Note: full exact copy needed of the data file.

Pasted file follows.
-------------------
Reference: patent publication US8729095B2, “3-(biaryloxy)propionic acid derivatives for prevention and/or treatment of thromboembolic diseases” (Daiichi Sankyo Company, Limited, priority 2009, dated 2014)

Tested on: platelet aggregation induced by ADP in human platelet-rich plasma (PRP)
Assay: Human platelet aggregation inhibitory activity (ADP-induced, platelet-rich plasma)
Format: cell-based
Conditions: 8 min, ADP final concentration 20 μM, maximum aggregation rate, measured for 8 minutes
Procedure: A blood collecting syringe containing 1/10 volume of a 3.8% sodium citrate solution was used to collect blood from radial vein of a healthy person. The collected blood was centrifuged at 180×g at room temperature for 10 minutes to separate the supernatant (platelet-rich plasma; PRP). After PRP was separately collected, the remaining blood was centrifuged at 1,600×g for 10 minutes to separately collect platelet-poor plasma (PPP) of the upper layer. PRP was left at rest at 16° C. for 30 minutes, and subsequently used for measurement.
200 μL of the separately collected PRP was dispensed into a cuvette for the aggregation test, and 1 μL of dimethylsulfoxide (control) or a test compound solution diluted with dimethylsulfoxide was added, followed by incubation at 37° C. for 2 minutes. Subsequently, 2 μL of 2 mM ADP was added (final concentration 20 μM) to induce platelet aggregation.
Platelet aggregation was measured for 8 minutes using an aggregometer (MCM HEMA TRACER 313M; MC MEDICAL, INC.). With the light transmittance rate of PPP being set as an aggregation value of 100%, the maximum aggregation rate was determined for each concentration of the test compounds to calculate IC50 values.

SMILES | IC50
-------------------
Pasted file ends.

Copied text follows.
Reference: patent publication US8729095B2, “3-(biaryloxy)propionic acid derivatives for prevention and/or treatment of thromboembolic diseases” (Daiichi Sankyo Company, Limited, priority 2009, dated 2014)

Tested on: platelet aggregation induced by ADP in human platelet-rich plasma (PRP)
Assay: Human platelet aggregation inhibitory activity (ADP-induced, platelet-rich plasma)
Format: cell-based
Conditions: 8 min, ADP final concentration 20 μM, maximum aggregation rate, measured for 8 minutes
Procedure: A blood collecting syringe containing 1/10 volume of a 3.8% sodium citrate solution was used to collect blood from radial vein of a healthy person. The collected blood was centrifuged at 180×g at room temperature for 10 minutes to separate the supernatant (platelet-rich plasma; PRP). After PRP was separately collected, the remaining blood was centrifuged at 1,600×g for 10 minutes to separately collect platelet-poor plasma (PPP) of the upper layer. PRP was left at rest at 16° C. for 30 minutes, and subsequently used for measurement.
200 μL of the separately collected PRP was dispensed into a cuvette for the aggregation test, and 1 μL of dimethylsulfoxide (control) or a test compound solution diluted with dimethylsulfoxide was added, followed by incubation at 37° C. for 2 minutes. Subsequently, 2 μL of 2 mM ADP was added (final concentration 20 μM) to induce platelet aggregation.
Platelet aggregation was measured for 8 minutes using an aggregometer (MCM HEMA TRACER 313M; MC MEDICAL, INC.). With the light transmittance rate of PPP being set as an aggregation value of 100%, the maximum aggregation rate was determined for each concentration of the test compounds to calculate IC50 values.

SMILES | IC50